Olympic Collision: The Story of Mary Decker and Zola Budd

Olympic Collision: The Story of Mary Decker and Zola Budd

Olympic Collision: The Story of Mary Decker and Zola Budd

Olympic Collision: The Story of Mary Decker and Zola Budd


It remains one of the most memorable moments in modern Olympic history. At the 1984 summer games in Los Angeles, a raucous crowd of ninety thousand saw their favorite in the women's 3,000-meter race, Mary Decker, go down. An audience of two billion around the world witnessed the mishap and listened to the instantaneous accusations against the suspected culprit, Zola Budd.

Just seventeen, the South African Budd had already been the target of a vicious and vocal campaign by the antiapartheid lobby after she transferred to the British team in order to compete at the games. Decker, at twenty-six, was America's golden girl, ready to overcome years of bad luck and injuries to rightfully take the Olympic gold for which she had waited so long. With three laps to go, Decker and Budd's feet became tangled. Decker went down and didn't get up, wailing in primal agony as her gold medal hopes vanished. Decker's stumbles continued in the race's aftermath when she refused Budd's apology and race officials found her, not Budd, at fault for the collision. Although both women found success after the Olympics, neither could escape the long shadow of the infamous event that forever changed both of their lives and defines them in popular culture to this day.

Olympic Collision follows Decker and Budd through their lives and careers, telling the story behind the controversy; the account that emerges is certain to revise the view Americans, in particular, have held since that fateful day in Los Angeles more than thirty years ago. Olympic Collision relives one of the most famous incidents in Olympic history, its legacy, and what has happened to both athletes since.


She was the most motivated and talented runner I have ever seen.

—Don DeNoon on the eleven- year-old Mary Decker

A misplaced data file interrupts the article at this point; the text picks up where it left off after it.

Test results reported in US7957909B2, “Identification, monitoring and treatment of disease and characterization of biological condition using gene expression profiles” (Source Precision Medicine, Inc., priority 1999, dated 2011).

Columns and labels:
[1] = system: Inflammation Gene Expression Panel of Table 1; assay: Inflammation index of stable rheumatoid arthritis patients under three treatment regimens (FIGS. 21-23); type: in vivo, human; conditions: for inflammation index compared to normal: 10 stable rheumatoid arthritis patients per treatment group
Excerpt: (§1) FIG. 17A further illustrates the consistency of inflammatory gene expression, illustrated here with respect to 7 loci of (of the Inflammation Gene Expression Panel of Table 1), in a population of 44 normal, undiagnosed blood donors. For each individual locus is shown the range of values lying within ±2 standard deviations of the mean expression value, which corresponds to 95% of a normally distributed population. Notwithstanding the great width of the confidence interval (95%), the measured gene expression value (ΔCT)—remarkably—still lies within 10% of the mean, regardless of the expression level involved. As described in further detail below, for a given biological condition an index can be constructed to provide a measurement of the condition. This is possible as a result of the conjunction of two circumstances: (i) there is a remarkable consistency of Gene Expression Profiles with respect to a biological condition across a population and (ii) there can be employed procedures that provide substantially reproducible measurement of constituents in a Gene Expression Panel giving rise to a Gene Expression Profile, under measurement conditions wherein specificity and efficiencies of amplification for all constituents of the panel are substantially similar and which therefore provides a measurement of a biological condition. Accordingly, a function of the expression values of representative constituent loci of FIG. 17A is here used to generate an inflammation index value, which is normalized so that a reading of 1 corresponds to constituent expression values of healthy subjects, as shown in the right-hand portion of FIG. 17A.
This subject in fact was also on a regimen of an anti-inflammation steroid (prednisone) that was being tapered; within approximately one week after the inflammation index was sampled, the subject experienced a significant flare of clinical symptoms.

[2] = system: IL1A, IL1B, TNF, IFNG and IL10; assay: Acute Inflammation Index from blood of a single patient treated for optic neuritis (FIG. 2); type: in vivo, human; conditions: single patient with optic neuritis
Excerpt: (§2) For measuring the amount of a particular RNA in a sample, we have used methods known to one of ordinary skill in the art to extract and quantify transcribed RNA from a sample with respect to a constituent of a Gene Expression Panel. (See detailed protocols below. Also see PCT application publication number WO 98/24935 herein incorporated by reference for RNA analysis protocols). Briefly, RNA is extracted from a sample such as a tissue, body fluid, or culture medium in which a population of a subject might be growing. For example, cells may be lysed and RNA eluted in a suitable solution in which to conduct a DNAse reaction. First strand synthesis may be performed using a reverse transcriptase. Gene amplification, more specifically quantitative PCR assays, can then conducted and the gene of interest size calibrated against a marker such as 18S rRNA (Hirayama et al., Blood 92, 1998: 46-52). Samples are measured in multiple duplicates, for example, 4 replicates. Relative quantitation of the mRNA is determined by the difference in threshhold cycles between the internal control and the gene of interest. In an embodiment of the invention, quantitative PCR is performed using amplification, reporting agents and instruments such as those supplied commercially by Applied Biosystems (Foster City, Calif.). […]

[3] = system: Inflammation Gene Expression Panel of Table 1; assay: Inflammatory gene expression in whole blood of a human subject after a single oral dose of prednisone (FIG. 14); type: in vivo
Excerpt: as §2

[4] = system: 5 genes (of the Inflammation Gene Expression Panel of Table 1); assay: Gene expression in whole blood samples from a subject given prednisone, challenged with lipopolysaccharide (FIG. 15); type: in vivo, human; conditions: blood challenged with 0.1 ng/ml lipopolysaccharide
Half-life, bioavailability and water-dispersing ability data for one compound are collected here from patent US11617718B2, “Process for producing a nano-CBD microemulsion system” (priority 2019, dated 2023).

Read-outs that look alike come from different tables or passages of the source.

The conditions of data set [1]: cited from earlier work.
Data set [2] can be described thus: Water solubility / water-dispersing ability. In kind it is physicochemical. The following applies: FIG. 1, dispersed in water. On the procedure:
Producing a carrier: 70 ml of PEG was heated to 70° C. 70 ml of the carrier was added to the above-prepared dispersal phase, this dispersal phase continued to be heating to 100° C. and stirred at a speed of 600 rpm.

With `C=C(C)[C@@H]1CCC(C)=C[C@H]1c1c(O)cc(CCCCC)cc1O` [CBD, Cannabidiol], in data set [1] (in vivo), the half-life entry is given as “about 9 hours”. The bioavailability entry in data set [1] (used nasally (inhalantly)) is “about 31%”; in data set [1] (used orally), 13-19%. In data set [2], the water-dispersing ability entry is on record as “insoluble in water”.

Mary Decker entered the world on August 4, 1958, in a delivery room at the Hunterdon Medical Center in Flemington, New Jersey, about ten miles from the home of her parents, John and Jacqueline Decker, in the tiny crossroads village of Bunnvale. the birth certificate recorded her full name as Mary Teresa Decker. the birth was unremarkable, and Jacqueline and her newborn daughter soon returned to Bunnvale.

Mary would spend her first ten years in a peaceful, bucolic area of the nation’s most densely populated state. People in Bunnvale knew their neighbors, and they rarely locked their doors. the four-season climate could produce hot humid summers and bitterly cold winters, but the residents took it all in stoic stride. No parkway or turnpike was then in sight, and many roads in the county were still dirt. the low rolling hills, heavily forested, surrounded acres of farmland under cultivation. Poultry and dairy farms were prevalent, and fields of golden hay, Jersey tomatoes, and tall sweet corn were arrayed in checkerboard patterns throughout. Hunterdon County was bisected by the waters of the South Branch of the Raritan River and bordered on the west by the Delaware River as it made its way eastward toward the Atlantic Ocean, about fifty miles away.

About equidistant from Philadelphia and New York, Hunterdon was one of the least populated of the state’s twenty-one counties. With fewer than one hundred thousand people, it had as yet no major shopping malls. Flemington, the county seat, had a population of about four thousand. the medical center where Mary was born had been constructed only a few years earlier through a massive countywide fund-raising effort.

Mary attended public school in Lebanon Township. in the late 1950s five county high schools accepted students on a geographic basis.

Search by... Author
Show... All Results Primary Sources Peer-reviewed


An unknown error has occurred. Please click the button below to reload the page. If the problem persists, please try again in a little while.